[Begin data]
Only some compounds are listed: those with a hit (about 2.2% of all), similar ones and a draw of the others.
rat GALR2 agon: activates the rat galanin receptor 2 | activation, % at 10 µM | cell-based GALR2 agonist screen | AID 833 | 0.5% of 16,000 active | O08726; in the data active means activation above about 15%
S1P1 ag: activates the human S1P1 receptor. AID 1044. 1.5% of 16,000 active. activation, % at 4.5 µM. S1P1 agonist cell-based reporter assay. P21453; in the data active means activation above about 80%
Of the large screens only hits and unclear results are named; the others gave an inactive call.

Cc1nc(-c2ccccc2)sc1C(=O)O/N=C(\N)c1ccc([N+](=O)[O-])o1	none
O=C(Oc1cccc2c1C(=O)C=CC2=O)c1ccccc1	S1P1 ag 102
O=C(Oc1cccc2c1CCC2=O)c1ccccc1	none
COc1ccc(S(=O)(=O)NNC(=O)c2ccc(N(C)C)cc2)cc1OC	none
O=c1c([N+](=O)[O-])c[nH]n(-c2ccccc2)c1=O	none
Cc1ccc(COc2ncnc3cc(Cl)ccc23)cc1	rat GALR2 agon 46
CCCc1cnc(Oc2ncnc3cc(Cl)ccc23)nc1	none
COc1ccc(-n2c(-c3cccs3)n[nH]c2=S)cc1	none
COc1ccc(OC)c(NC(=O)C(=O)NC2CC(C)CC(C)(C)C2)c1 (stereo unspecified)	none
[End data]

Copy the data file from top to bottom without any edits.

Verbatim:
Only some compounds are listed: those with a hit (about 2.2% of all), similar ones and a draw of the others.
rat GALR2 agon: activates the rat galanin receptor 2 | activation, % at 10 µM | cell-based GALR2 agonist screen | AID 833 | 0.5% of 16,000 active | O08726; in the data active means activation above about 15%
S1P1 ag: activates the human S1P1 receptor. AID 1044. 1.5% of 16,000 active. activation, % at 4.5 µM. S1P1 agonist cell-based reporter assay. P21453; in the data active means activation above about 80%
Of the large screens only hits and unclear results are named; the others gave an inactive call.

Cc1nc(-c2ccccc2)sc1C(=O)O/N=C(\N)c1ccc([N+](=O)[O-])o1	none
O=C(Oc1cccc2c1C(=O)C=CC2=O)c1ccccc1	S1P1 ag 102
O=C(Oc1cccc2c1CCC2=O)c1ccccc1	none
COc1ccc(S(=O)(=O)NNC(=O)c2ccc(N(C)C)cc2)cc1OC	none
O=c1c([N+](=O)[O-])c[nH]n(-c2ccccc2)c1=O	none
Cc1ccc(COc2ncnc3cc(Cl)ccc23)cc1	rat GALR2 agon 46
CCCc1cnc(Oc2ncnc3cc(Cl)ccc23)nc1	none
COc1ccc(-n2c(-c3cccs3)n[nH]c2=S)cc1	none
COc1ccc(OC)c(NC(=O)C(=O)NC2CC(C)CC(C)(C)C2)c1 (stereo unspecified)	none